Android malware on Play Store targeting Palestinians on Facebook

We have reported time and again about the widespread malware and espionage attacks that are taking place on Facebook. In fact, it won’t be wrong to state that the social network has become the hub of nation-state spying activity. However, it is the first time that Palestinians have been targeted with Android spyware all thanks to a fake Facebook page.

The IT security experts at Lookout identified two different campaigns where hackers used Android applications to carry out targeted surveillance across the Middle East.

In one of the campaigns, a fraudulent female was found to be advertising about a malicious application on Facebook that was capable of bypassing the security of the Google Play app marketplace. She was distributing an application titled Dardesh, which is a chat app that was available on Google’s official Play Store for Android tools. This fake app was removed by Google in April.

Android malware on Play Store targeting Palestinians on Facebook
Screenshot of the fake Facebook page

The malware was hidden in this app, which basically was created using two types of already identified spyware called Desert Scorpion and FrozenCell. Palestinians are the main targets of this malicious app. After the app gets installed it switches on the microphone and records conversations as well as track location of the user and steals contact, calls, and text related information.

The apps are developed from two different families of malware, which are designed for surveillance. Both the malware targeted nearly a thousand unsuspecting users while ViperRAT was distributed using social engineering skills. ViperRAT uses infected devices to capture photos and record conversations. ViperRAT is incorporated into both the Android apps while the same malware was previously noted to be targeting members of Israeli Defense Force.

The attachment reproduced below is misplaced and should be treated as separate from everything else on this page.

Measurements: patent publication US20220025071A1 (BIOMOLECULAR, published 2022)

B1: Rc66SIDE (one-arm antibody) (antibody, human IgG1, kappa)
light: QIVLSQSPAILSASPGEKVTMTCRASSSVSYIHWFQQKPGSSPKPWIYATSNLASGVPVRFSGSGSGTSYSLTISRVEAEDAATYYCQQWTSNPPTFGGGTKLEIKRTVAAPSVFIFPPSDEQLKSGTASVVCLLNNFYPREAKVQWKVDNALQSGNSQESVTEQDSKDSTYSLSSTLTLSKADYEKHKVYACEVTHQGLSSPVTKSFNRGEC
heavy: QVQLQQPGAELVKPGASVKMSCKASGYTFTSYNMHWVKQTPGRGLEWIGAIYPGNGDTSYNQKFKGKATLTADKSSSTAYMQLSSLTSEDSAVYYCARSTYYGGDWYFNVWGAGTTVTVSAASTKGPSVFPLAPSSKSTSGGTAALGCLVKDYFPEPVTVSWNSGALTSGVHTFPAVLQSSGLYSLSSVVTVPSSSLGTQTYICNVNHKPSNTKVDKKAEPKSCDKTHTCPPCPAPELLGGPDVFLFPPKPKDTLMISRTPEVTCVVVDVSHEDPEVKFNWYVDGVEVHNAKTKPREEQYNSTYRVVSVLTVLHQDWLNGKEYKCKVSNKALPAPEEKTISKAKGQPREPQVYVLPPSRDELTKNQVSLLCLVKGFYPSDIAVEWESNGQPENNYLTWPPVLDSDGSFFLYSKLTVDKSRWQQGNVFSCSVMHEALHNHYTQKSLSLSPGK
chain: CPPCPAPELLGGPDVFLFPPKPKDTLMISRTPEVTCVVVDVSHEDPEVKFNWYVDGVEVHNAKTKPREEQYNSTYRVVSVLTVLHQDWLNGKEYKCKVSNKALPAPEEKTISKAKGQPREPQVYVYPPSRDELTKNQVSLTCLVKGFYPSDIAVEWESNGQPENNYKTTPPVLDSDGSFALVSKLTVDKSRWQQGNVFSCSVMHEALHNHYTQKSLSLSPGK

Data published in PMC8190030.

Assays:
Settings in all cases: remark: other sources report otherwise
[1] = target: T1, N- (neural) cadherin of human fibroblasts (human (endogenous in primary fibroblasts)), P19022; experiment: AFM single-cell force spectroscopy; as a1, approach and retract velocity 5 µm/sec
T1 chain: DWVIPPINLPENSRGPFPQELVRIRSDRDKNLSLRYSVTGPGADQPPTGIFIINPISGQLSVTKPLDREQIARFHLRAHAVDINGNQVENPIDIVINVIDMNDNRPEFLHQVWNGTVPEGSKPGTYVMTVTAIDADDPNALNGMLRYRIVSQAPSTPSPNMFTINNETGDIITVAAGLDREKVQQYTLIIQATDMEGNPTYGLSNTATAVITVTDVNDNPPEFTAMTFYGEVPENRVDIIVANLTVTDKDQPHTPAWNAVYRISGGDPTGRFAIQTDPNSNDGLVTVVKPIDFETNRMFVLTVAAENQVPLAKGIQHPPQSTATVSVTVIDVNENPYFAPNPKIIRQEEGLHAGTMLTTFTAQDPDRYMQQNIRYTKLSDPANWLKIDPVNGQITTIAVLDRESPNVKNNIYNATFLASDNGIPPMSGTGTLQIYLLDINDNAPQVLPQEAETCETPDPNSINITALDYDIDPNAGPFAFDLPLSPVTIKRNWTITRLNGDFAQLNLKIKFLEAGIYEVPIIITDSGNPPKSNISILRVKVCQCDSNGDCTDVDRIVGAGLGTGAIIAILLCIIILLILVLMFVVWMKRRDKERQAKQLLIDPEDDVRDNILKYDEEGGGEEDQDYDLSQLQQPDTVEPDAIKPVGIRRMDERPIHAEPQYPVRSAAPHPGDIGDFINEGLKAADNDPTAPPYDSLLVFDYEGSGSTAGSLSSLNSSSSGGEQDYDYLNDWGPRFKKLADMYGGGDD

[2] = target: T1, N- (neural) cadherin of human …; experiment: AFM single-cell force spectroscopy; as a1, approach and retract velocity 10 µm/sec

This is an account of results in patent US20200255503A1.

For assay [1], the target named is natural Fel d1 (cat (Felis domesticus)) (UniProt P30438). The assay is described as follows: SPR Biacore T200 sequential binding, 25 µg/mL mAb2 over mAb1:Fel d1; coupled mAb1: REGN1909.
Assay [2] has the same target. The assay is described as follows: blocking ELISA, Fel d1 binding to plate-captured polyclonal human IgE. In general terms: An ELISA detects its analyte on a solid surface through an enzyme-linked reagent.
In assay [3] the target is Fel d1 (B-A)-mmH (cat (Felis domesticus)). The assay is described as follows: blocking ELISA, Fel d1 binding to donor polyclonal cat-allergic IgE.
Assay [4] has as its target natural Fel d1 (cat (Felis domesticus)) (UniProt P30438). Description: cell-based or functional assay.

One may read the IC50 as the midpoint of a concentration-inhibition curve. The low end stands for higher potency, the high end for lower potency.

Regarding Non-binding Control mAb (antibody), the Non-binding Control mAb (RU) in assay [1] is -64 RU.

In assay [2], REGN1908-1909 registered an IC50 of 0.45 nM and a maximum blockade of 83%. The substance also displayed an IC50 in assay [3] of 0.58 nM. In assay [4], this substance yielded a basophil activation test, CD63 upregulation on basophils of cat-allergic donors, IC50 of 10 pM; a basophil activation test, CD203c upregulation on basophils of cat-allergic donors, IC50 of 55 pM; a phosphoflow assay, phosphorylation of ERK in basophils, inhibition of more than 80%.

The group responsible for creating and distributing the malware is called APT-C-23. The group is targeting users in the Middle East and Palestine. The group’s fake page was created in October 2013 and operated by someone using the handle @kalmat1990. Cybersecurity firm Lookout revealed that this page features more than 5,000 followers and likes.

It is worth noting that the spyware couldn’t infect a large number of users since, on Google Play Store, the total number of downloads only reached 500 prior to the removal of this app. However, the group has been adopting notorious ways to spy over targets in the Middle East and Palestine, which refers to adopting malicious functionality into multiple stages, which are downloaded one-by-one while the execution process is underway.

“The Lookout Threat Intelligence team is increasingly seeing the same tradecraft, tactics, and procedures that APT-C-23 favors being used by other actors. The approach of separating malicious functionality out into separate stages that are later downloaded during execution and not present in the initial app published to the Google Play Store, combined with social engineering delivered via social media platforms like Facebook, requires minimal investment in comparison to premium toolings like Pegasus or FinFisher,” Lookout said.

Lookout also discovered two other chat apps namely Vokachat and Chattak that were being used for government surveillance. Both were featured on Google’s official store and downloaded over a 1,000 times collectively. What’s surprising is the fact that ViperRAT spyware was hidden in each app’s malicious code. Currently, it is not clear whether these two chat apps were used to target Israeli Defense Forces or not.

Regardless if it gets confirmed or not as to which was actually the target, what we can extract from the abovementioned reports is that Facebook is a thriving hub of malicious spying activities of hackers.

Image credit: Depositphotos

Waqas

Waqas Amir is a Milan-based cybersecurity journalist with a passion for covering latest happenings in cyber security and tech world. In addition to being the founder of this website, Waqas is also into gaming, reading and investigative journalism.